As an adult, I have sat poolside at five-star resorts, but nothing compares to the cold, clear water of the South Platte on a hot August day in the canyon.
Of course, we weren’t the only people enjoying the canyon in the summer. On any given weekend, we shared Waterton with thousands of hikers and bikers. One summer, we set up a lemonade stand in front of our house.
People told us they had left their wallets in their cars, so I made a sign on poster board that read: “Fresh lemonade 3 miles up the canyon. 50 Cents. Don’t forget your wallet in your car!” My sister rode her bike down the canyon and hung the sign in the parking lot.
That must have worked, because on busy days we made a nice profit.
Connected to nature, connected to life.
We also shared the canyon with an abundance of wildlife and learned first-hand about the cycle of life. We witnessed bighorn sheep lambs following their mothers in the spring, and in the fall watched their fathers butt heads, sending thunderous echoes along the canyon walls. We learned the habits of the herd and knew where to find them, depending on the season or time of day.
One year, on a trip to the top of the dam, my brother and dad came upon a dead ewe with her lamb huddled close by. My brother wanted to rescue the lamb, so Dad agreed to stop back on the way home to see if they could reunite the lamb with its herd. It was too late; an eagle, or some other predatory bird, had found the lamb and plucked out its heart. My brother was upset for days.
Nature isn’t always peaceful and beautiful. In our adventures we discovered animal carcasses, mountain lions stalking prey, aggressive trash-diving bears and raccoons, and skunks and porcupines harassing our dog.
Nature can be a harsh teacher, but it’s better than learning those lessons from the evening news.
We also made our share of successful rescues. One evening, my dad released an owl caught in a fishing line in the river. Though Dad was slightly wounded in the process (owls have powerful talons), we were happy to see the powerful bird regain its freedom.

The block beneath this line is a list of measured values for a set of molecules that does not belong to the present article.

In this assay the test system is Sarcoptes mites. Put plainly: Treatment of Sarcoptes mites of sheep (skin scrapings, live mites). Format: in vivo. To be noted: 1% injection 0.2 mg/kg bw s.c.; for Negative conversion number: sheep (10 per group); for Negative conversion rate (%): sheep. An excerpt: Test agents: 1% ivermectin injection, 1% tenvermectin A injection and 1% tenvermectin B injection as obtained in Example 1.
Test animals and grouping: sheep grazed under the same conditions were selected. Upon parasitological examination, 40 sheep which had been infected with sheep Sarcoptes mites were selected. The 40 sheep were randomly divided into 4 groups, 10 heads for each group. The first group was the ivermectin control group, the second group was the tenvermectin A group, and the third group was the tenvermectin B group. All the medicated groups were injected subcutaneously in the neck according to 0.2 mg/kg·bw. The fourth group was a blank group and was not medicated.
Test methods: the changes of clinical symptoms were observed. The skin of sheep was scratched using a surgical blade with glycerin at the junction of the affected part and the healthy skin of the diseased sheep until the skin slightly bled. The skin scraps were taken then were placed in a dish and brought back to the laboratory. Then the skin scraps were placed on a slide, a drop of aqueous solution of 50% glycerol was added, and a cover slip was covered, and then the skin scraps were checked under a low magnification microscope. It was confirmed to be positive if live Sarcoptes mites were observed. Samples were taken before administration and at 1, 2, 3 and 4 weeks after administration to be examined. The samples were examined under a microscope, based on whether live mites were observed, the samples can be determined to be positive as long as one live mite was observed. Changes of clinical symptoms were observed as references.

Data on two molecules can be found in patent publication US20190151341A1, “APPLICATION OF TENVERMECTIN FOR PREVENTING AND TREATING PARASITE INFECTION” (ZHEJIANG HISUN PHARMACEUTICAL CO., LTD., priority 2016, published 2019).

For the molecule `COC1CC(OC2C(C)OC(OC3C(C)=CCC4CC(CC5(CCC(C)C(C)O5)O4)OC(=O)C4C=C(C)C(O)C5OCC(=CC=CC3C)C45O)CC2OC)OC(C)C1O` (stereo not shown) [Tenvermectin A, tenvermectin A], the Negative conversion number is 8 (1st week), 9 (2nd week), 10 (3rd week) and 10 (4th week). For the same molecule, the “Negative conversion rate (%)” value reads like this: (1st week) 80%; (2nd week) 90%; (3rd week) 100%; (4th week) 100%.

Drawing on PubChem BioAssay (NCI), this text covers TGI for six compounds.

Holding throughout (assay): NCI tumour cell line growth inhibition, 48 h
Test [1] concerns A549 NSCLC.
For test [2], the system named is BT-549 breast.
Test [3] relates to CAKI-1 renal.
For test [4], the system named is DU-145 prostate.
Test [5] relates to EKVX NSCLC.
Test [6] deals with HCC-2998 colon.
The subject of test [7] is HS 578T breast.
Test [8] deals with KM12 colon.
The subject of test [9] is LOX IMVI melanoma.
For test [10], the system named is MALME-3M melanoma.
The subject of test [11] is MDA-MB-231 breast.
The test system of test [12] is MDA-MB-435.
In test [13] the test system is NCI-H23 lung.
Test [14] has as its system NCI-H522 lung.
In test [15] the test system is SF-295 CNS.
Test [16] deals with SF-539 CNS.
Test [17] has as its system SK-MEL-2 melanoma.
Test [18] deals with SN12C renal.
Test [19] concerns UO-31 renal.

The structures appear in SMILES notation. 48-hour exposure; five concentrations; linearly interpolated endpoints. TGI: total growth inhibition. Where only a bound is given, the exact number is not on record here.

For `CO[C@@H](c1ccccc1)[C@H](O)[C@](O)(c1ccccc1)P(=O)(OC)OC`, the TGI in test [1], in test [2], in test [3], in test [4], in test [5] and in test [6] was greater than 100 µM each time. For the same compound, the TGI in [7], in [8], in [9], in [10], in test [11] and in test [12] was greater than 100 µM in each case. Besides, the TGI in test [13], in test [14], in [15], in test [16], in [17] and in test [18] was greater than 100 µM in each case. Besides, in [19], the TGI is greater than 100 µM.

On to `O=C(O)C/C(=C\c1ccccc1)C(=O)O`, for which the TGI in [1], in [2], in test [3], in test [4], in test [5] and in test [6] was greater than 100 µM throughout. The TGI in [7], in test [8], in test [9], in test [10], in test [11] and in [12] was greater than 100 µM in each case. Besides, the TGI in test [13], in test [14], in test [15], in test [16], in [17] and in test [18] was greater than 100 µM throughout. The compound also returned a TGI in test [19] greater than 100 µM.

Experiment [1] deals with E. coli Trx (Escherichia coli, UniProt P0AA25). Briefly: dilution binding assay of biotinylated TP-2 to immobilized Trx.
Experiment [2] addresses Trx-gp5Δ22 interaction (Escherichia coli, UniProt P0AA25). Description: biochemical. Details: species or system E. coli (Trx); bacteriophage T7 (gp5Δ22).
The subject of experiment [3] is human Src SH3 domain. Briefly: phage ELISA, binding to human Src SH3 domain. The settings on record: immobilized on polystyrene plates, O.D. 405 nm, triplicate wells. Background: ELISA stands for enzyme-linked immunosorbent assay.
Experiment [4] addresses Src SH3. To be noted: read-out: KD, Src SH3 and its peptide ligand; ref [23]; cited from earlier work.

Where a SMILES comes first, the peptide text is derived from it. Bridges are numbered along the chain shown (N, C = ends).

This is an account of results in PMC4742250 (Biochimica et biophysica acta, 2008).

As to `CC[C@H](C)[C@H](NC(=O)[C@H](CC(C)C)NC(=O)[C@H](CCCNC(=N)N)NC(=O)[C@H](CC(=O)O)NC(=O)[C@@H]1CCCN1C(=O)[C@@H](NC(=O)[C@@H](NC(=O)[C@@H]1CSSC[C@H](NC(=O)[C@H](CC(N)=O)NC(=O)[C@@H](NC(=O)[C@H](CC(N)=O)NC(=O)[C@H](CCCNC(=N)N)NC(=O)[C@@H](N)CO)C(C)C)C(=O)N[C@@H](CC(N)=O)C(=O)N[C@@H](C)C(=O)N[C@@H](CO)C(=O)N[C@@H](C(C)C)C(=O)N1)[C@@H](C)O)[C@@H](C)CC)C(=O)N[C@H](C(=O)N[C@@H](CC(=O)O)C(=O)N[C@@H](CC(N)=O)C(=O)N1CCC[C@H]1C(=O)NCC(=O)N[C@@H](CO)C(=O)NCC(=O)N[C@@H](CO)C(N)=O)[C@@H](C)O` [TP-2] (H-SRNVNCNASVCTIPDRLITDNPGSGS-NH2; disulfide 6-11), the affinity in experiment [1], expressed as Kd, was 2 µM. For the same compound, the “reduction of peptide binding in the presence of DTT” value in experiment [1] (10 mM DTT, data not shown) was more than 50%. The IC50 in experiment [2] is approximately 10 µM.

I can’t be sure it was the same owl, but from that day forward, we heard an owl hooting at night from the light post in our yard.
We felt connected to the animals that shared our habitat and made up stories about them. There was a fox that sat on our back porch nearly every evening. We named him Todd (from The Fox and the Hound).
On the morning of my wedding, Dad drove me to church. As we reached the bottom of the canyon, a bear crossed the road. It was unusual to see a bear in the morning hours, and Dad said it had come to send me off and wish me well.
Dad then decreed my wedding day the Day of the Bear. On our one-year anniversary, my husband and I saw a bear as we drove up the canyon to see my parents, reinforcing Dad’s decree and adding an extra layer of special to our already special day.
My family also felt connected to the river. During my teen years, when I was angry with my parents, heartbroken or worried about school, I would sit next to the river and let the sounds and currents show me the gentle way forward.
I’ve poured my heart and secrets into those waters. I’ve observed the patterns of how the river flows through seasons: high water or low, shallow or deep, always moving forward to provide life for animals and the people downstream.
I have always been proud of my dad’s contribution to the flow of the water, to life. Now that I work at Denver Water, I am honored and humbled to continue his legacy in my small way, reconnected to the river and land I love.